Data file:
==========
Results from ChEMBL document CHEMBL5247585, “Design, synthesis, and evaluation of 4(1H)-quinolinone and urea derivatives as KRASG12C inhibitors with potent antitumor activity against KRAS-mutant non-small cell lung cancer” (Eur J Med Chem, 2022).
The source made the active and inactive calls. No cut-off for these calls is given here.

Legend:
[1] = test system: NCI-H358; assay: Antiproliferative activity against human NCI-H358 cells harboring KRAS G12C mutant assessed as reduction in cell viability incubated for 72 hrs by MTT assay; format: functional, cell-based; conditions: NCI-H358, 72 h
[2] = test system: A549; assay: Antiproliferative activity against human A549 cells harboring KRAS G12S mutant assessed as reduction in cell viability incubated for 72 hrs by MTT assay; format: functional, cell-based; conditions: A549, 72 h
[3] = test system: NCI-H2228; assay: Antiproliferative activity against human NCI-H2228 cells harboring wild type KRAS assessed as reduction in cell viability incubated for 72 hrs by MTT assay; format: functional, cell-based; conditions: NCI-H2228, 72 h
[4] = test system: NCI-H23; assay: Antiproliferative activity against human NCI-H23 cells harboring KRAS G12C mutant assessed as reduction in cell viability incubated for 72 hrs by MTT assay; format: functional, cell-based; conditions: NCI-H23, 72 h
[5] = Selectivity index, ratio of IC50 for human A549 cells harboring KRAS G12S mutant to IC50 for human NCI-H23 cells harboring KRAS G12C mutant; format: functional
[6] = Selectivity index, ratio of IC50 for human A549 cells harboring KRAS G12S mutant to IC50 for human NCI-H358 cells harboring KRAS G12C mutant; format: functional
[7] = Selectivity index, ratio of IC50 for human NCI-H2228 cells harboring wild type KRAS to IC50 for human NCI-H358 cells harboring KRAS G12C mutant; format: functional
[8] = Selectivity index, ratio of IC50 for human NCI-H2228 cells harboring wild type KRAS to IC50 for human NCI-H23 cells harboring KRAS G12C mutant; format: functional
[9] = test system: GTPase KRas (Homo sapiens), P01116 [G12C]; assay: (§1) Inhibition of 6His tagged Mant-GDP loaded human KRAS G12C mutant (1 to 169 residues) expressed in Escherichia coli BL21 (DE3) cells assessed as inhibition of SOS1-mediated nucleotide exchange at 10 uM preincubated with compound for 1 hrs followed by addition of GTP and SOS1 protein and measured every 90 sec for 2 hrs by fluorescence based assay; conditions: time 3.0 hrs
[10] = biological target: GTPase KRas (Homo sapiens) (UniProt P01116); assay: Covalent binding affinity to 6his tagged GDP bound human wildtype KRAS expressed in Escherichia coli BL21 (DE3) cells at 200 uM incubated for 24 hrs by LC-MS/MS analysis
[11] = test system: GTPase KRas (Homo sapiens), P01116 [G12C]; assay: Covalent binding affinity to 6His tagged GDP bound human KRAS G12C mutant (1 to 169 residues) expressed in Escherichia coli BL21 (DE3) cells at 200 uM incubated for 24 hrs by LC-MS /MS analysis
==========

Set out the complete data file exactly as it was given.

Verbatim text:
Results from ChEMBL document CHEMBL5247585, “Design, synthesis, and evaluation of 4(1H)-quinolinone and urea derivatives as KRASG12C inhibitors with potent antitumor activity against KRAS-mutant non-small cell lung cancer” (Eur J Med Chem, 2022).
The source made the active and inactive calls. No cut-off for these calls is given here.

Legend:
[1] = test system: NCI-H358; assay: Antiproliferative activity against human NCI-H358 cells harboring KRAS G12C mutant assessed as reduction in cell viability incubated for 72 hrs by MTT assay; format: functional, cell-based; conditions: NCI-H358, 72 h
[2] = test system: A549; assay: Antiproliferative activity against human A549 cells harboring KRAS G12S mutant assessed as reduction in cell viability incubated for 72 hrs by MTT assay; format: functional, cell-based; conditions: A549, 72 h
[3] = test system: NCI-H2228; assay: Antiproliferative activity against human NCI-H2228 cells harboring wild type KRAS assessed as reduction in cell viability incubated for 72 hrs by MTT assay; format: functional, cell-based; conditions: NCI-H2228, 72 h
[4] = test system: NCI-H23; assay: Antiproliferative activity against human NCI-H23 cells harboring KRAS G12C mutant assessed as reduction in cell viability incubated for 72 hrs by MTT assay; format: functional, cell-based; conditions: NCI-H23, 72 h
[5] = Selectivity index, ratio of IC50 for human A549 cells harboring KRAS G12S mutant to IC50 for human NCI-H23 cells harboring KRAS G12C mutant; format: functional
[6] = Selectivity index, ratio of IC50 for human A549 cells harboring KRAS G12S mutant to IC50 for human NCI-H358 cells harboring KRAS G12C mutant; format: functional
[7] = Selectivity index, ratio of IC50 for human NCI-H2228 cells harboring wild type KRAS to IC50 for human NCI-H358 cells harboring KRAS G12C mutant; format: functional
[8] = Selectivity index, ratio of IC50 for human NCI-H2228 cells harboring wild type KRAS to IC50 for human NCI-H23 cells harboring KRAS G12C mutant; format: functional
[9] = test system: GTPase KRas (Homo sapiens), P01116 [G12C]; assay: (§1) Inhibition of 6His tagged Mant-GDP loaded human KRAS G12C mutant (1 to 169 residues) expressed in Escherichia coli BL21 (DE3) cells assessed as inhibition of SOS1-mediated nucleotide exchange at 10 uM preincubated with compound for 1 hrs followed by addition of GTP and SOS1 protein and measured every 90 sec for 2 hrs by fluorescence based assay; conditions: time 3.0 hrs
[10] = biological target: GTPase KRas (Homo sapiens) (UniProt P01116); assay: Covalent binding affinity to 6his tagged GDP bound human wildtype KRAS expressed in Escherichia coli BL21 (DE3) cells at 200 uM incubated for 24 hrs by LC-MS/MS analysis
[11] = test system: GTPase KRas (Homo sapiens), P01116 [G12C]; assay: Covalent binding affinity to 6His tagged GDP bound human KRAS G12C mutant (1 to 169 residues) expressed in Escherichia coli BL21 (DE3) cells at 200 uM incubated for 24 hrs by LC-MS /MS analysis